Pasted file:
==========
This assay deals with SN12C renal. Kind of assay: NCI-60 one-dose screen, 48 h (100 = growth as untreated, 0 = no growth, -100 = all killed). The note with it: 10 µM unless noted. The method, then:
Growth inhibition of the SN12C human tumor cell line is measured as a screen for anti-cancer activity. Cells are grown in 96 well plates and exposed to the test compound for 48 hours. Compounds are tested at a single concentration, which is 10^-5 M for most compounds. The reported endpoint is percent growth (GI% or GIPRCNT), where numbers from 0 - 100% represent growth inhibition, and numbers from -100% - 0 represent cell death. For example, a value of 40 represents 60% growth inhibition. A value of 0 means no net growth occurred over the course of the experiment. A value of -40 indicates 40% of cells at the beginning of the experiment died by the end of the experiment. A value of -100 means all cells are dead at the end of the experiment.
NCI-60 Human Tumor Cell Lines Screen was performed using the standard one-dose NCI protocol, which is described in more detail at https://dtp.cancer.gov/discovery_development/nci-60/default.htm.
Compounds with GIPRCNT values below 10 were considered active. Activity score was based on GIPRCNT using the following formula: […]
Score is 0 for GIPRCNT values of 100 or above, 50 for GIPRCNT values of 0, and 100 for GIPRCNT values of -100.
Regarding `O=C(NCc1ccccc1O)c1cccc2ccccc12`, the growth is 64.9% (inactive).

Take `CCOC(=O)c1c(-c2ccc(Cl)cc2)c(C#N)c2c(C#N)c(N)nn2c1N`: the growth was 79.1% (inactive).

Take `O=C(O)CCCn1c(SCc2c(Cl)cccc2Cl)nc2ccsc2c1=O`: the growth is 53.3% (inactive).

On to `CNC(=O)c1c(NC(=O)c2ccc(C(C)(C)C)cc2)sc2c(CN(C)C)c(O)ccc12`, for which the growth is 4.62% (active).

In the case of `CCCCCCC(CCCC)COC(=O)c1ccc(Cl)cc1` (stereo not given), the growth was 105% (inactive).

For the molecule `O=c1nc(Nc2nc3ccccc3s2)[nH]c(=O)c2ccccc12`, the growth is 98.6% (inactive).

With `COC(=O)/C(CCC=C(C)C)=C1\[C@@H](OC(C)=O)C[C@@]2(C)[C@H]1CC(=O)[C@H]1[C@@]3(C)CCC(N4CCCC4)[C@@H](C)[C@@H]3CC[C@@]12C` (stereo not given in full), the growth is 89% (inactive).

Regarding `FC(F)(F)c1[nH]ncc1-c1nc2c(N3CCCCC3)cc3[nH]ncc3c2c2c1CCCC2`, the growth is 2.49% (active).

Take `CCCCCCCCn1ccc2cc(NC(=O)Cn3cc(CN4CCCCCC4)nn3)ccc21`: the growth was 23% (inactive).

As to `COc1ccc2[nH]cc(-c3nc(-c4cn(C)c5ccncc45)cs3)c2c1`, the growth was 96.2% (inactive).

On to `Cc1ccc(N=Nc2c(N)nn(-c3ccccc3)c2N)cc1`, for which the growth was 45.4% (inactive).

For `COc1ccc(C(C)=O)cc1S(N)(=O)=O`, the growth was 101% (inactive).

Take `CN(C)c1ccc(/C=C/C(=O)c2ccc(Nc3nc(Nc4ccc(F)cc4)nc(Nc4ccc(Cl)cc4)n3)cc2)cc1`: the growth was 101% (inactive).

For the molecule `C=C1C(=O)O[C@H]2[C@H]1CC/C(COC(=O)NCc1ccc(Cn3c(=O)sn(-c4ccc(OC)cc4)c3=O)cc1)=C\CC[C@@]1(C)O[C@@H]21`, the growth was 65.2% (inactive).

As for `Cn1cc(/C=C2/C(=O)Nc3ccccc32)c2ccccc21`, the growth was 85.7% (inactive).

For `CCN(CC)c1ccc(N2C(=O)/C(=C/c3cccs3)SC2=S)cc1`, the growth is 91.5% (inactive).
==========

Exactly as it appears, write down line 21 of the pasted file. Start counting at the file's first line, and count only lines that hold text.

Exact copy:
For `CCN(CC)c1ccc(N2C(=O)/C(=C/c3cccs3)SC2=S)cc1`, the growth is 91.5% (inactive).